A cursory examination of the plot reveals the Romans, Goths, and Aaron nonchalantly carrying out gruesome deeds as easily as one would kill a fly. The play is a gory sequence of dismemberments, rape, murder, miscegenation, cuckoldry, a cannibalistic feast closing with a live burial and the ‘cruel, irreligious piety’ (1.1.133) of unperformed last rites. Titus, the tragic hero, in the opening scene allows the sacrifice of Alarbus, and kills his son in the next scene. Both these deaths expose Titus’ obsession with honour, which is again reflected in his stabbing Lavinia. Is this our tragic hero? If the answer is yes, then what is the difference between him and Tamora, the villain of the piece, who insists that her bastard son be killed? The disturbing cruelty of the Romans is captured in the speech of Lucius just before the sacrifice of Alarbus:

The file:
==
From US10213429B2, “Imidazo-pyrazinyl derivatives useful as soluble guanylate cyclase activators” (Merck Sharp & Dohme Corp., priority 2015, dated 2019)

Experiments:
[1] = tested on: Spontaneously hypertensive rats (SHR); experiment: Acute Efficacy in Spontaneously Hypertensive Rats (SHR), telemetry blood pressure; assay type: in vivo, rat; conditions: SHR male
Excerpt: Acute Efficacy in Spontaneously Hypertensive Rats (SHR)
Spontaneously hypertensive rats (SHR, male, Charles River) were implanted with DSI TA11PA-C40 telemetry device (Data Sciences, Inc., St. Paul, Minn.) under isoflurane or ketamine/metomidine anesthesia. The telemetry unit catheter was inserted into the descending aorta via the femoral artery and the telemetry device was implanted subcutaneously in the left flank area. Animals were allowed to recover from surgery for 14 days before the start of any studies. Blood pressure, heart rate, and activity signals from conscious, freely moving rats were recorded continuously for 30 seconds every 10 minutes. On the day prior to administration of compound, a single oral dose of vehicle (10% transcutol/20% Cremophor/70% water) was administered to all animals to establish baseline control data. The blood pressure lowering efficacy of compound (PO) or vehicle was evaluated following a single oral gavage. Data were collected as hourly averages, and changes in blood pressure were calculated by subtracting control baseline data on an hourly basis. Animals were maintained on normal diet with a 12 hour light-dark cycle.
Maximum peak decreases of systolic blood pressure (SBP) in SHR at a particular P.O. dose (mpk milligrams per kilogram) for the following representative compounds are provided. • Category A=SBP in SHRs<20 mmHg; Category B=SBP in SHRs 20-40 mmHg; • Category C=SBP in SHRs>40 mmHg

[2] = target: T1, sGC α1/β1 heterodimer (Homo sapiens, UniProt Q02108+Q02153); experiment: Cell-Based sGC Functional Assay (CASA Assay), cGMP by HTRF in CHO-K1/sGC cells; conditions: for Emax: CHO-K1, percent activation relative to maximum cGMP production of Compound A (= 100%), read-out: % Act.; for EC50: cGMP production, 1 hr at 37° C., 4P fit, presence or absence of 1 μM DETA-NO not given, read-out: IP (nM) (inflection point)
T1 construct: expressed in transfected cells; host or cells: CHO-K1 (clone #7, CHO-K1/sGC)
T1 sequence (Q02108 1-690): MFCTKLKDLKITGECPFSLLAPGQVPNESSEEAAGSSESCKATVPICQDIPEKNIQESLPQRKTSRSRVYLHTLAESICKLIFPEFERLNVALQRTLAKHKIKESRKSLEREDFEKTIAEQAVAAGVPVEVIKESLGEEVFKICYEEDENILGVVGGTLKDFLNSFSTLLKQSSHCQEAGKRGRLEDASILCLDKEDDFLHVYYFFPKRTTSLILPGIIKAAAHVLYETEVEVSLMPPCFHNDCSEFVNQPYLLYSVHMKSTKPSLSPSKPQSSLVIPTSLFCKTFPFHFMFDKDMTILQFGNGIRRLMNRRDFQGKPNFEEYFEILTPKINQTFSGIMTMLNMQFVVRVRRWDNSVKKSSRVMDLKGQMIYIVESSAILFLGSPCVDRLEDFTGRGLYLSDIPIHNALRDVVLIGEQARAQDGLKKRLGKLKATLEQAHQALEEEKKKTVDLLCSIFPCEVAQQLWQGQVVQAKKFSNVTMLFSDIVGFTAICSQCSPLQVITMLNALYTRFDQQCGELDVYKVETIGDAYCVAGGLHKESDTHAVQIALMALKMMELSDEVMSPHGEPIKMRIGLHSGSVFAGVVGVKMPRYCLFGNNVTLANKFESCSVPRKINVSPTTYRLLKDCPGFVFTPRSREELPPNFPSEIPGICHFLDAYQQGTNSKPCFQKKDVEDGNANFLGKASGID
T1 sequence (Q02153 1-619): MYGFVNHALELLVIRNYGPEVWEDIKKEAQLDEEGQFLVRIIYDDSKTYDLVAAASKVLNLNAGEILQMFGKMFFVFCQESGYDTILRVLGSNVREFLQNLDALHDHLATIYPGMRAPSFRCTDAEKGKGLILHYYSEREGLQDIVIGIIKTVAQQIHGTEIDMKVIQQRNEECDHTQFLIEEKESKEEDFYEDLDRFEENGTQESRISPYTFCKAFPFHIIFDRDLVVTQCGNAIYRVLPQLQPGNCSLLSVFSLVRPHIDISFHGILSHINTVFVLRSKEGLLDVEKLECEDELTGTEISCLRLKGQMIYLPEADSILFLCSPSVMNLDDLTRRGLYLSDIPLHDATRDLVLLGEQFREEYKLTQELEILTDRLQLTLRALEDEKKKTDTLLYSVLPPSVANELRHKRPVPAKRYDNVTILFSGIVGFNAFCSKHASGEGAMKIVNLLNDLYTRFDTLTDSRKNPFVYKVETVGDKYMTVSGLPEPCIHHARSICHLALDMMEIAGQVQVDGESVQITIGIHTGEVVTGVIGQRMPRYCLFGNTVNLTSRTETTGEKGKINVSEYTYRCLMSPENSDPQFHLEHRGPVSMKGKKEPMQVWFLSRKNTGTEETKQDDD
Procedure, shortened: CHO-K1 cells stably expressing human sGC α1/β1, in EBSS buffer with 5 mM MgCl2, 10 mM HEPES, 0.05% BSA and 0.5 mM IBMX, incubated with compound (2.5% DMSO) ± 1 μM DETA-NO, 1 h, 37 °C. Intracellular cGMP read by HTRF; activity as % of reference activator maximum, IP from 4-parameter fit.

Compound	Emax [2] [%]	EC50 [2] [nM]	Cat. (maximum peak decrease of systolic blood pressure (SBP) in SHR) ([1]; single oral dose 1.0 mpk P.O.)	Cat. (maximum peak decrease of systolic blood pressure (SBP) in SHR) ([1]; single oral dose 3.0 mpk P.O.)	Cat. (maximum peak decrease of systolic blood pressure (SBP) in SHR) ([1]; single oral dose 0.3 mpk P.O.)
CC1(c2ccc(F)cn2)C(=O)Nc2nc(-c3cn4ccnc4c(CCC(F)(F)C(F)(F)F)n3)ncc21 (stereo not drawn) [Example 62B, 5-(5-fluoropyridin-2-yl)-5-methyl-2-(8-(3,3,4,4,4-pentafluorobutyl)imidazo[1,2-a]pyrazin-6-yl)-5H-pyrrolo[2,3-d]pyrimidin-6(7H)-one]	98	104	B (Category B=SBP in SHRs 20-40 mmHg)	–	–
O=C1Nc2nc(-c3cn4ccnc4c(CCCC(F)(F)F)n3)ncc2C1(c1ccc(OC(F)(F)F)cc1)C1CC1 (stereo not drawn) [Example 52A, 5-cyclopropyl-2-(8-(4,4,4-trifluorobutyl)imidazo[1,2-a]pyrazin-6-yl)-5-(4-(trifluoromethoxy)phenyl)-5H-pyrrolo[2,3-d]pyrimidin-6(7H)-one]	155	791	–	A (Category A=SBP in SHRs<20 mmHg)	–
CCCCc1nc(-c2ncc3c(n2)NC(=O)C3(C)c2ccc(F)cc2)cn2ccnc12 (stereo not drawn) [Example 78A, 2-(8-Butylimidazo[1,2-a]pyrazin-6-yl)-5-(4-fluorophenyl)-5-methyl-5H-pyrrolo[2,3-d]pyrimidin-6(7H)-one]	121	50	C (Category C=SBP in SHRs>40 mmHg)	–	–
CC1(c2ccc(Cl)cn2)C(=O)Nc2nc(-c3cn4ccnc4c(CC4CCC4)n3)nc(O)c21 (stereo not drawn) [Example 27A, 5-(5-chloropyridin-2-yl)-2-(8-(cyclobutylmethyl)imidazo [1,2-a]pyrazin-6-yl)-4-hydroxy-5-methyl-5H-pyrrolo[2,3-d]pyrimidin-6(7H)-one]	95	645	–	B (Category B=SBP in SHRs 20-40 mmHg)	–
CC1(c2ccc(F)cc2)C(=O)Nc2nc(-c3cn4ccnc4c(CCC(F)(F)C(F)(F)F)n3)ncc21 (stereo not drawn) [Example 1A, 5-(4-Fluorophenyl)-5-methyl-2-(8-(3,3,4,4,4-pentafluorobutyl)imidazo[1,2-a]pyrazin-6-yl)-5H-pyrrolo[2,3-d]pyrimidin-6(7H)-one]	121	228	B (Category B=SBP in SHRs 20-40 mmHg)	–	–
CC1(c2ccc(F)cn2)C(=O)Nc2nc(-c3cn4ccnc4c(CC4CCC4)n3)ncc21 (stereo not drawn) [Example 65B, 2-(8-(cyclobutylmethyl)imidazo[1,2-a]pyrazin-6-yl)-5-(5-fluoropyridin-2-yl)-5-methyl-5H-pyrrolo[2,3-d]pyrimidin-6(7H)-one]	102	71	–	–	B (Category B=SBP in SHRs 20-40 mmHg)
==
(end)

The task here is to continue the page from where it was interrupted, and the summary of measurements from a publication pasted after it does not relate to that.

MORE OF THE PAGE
‘… with our swords, upon a pile of wood,
Let’s hew his limbs till they be clean consum’d. (1.1.128-129) And further after the sacrifice of Alarbus when he adds:
Alarbus’ limbs are lopp’d,
And entrails feed the sacrificing fire,
Whose smoke, like incense, doth perfume the sky. (1.1.143-145)
The consistency of character is noticeable in his last speech when he issues orders for the disposal of Tamora’s body: ‘throw her forth to beasts and birds to prey’. (5. 3. 198)
Man may have progressed and evolved since his primitive days, but the animal in him lives on. Socialization may have masked the bestiality, yet he is capable of ruthlessness to the extent displayed by the three races in various ways. Virtue and vice, civilization and barbarity are just relative terms. It is the privilege of each society to consider itself socialized to a higher extent than the other races. The Romans in Titus Andronicus are no exception. They have been at war with the barbaric Goths for fifteen years when the play opens. At the outset two factions are introduced- the Romans and the Goths joined by the Moor Aaron. Revenge is unleashed by Titus when he sacrifices Alarbus thus initiating a pendulous cycle of blood spilling on both sides.